In honor of yesterday’s National S’mores Day and the fact that today is National Book Lovers Day, I present to you a cookbook that encompasses the best of both holidays: Campfire Cookery: Adventuresome Recipes and Other Curiosities for the Great Outdoors by Sarah Huck and Jaimee Young.
I know many of you CSAer’s love to camp and if you love the wonderful bounty of delicious vegetables that is the Southside CSA, chances are you aren’t going to be happy eating hot dogs and ramen noodles for an entire weekend (not that there’s anything wrong with that). This book is worth taking a look at to inspire some incredible campfire meals. Eight of us Southside CSAer’s (and two misfits from another csa) went to Cedar Point Campground in Long Island for Memorial Day Weekend and brought this book with us to test out some of the recipes. The verdict: pretty great, but our own recipes are even better.
The biggest downside to this book is the lack of vegetarian-friendly options. Most of the meals are heavily meat-based and although I love to eat meat, I love camping with my vegetarian friends even more. We were able to try a couple of the breakfast meals because they did not rely on meat. Off-to-the-Races Porridge was a great way to spice up your typical boring campfire porridge dish with some raisins soaked in liquor, bananas, apples, cream and Circle C Maple Syrup.
Bananas Foster Pancakes also feature liquor in them- the authors of this book obviously know how to start out a camping day! The tricky part is making sure your friends don’t drink it all the night before, but once you secure the last of the bottle and soak it in bananas with walnuts, they really will be grateful to you in the morning.
There are a couple of other recipes I’m hoping to try out at some point: the Carmelized Tomato Tarte Tartin and Foil-Roasted Mushrooms both sound delicious, practical and veg-friendly. The majority of the recipes in this book will honestly be a bit too labor intensive and ingredients will be difficult to find in your average rural grocery store; most of the recipes are perhaps are best suited for people with backyard bbq pits. My favorite example is the recipe for Sweet Cinnamon Beignets (seriously!). All I know is that I don’t want to be on dish-washing duty for that camping meal. There are also instructions for campfire baking which, although a cool idea, it seems easiest to bake cookies at home and bring them on your camping trip as opposed to trying to mimic an oven using coals and aluminum foil.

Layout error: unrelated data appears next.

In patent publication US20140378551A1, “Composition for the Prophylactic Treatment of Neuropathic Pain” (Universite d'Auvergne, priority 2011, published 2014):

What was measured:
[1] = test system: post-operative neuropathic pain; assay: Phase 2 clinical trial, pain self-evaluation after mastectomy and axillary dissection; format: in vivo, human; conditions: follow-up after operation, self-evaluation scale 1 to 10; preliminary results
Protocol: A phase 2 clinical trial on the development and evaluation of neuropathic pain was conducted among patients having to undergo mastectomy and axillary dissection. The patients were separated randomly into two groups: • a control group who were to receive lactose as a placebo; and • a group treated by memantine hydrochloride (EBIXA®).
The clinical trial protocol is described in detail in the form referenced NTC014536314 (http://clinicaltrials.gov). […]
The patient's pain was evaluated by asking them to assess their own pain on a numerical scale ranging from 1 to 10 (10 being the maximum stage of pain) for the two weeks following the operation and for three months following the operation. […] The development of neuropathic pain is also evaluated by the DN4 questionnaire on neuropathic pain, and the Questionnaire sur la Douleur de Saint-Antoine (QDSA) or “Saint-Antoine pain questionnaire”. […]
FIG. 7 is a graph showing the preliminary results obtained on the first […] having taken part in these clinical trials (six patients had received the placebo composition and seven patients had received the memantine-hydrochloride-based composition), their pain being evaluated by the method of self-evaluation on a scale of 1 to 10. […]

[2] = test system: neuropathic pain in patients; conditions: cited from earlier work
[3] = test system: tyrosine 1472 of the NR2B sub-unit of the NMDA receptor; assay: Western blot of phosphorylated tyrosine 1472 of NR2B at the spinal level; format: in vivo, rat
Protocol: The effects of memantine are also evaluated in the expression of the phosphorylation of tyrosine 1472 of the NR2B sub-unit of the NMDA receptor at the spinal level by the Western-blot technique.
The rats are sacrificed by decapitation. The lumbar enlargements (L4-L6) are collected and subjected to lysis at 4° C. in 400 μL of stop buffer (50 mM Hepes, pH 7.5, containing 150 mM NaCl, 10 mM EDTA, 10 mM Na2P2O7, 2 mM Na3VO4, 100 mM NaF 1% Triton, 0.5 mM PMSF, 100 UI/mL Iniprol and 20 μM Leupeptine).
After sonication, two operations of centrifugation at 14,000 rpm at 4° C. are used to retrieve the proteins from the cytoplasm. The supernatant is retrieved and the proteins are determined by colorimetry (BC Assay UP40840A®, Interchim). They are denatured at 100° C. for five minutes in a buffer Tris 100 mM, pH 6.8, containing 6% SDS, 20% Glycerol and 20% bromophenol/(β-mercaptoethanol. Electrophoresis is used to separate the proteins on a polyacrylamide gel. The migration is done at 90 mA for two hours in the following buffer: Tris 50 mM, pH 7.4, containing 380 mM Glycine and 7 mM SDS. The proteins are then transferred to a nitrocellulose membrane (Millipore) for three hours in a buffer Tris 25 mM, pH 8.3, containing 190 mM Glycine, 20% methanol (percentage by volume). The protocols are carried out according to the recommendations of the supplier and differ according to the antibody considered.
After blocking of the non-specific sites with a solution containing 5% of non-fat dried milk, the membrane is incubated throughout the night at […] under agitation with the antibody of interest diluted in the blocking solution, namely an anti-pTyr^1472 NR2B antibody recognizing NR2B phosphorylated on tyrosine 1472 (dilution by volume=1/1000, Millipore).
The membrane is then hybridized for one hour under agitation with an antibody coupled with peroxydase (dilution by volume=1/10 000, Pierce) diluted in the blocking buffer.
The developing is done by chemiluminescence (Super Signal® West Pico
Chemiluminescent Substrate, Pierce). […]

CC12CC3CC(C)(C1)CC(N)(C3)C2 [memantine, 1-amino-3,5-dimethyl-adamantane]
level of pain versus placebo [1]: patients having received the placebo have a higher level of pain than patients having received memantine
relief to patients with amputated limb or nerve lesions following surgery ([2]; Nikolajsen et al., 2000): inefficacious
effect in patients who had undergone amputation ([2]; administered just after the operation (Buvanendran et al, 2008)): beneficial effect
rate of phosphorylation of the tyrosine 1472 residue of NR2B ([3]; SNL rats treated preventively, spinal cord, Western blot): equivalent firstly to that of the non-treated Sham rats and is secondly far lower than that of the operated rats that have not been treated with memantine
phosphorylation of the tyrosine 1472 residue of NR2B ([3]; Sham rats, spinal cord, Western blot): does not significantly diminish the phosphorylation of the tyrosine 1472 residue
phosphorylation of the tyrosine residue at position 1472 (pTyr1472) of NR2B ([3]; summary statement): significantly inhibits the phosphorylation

The highlight of this book? The full spread of s’mores variations on pages 247-8. I won’t give away all of them, but we tried almost every variation and they are all amazing. We adapted the Grasshopper S’more with Junior Mints and I’m happy to say this has now become a camping tradition.
This book also features some cool additional camping material that is worth taking a look at. A Connoisseur’s Guide De Bois, a guide to Spirit-Awakening Seances and Essential Philosophical Quandaries to discuss over the campfire- all of this material is fun and cute even though we didn’t try any of them since we were too busy playing Werewolf.
Although this book is not available at Brooklyn Public Library, I was able to get a copy at New York Public Library. It’s also on sale right now, but if you are a serious tent camper, I would check it out of the library first to make sure there are enough recipes in here to make it worth your $$$.
In the meantime, we’ve realized that we should probably publish our own camping cookbook with delicious and practical recipes that actually can be cooked in the middle of nowhere. So if any publishers or agents out there are reading this and interested, you know where to find us.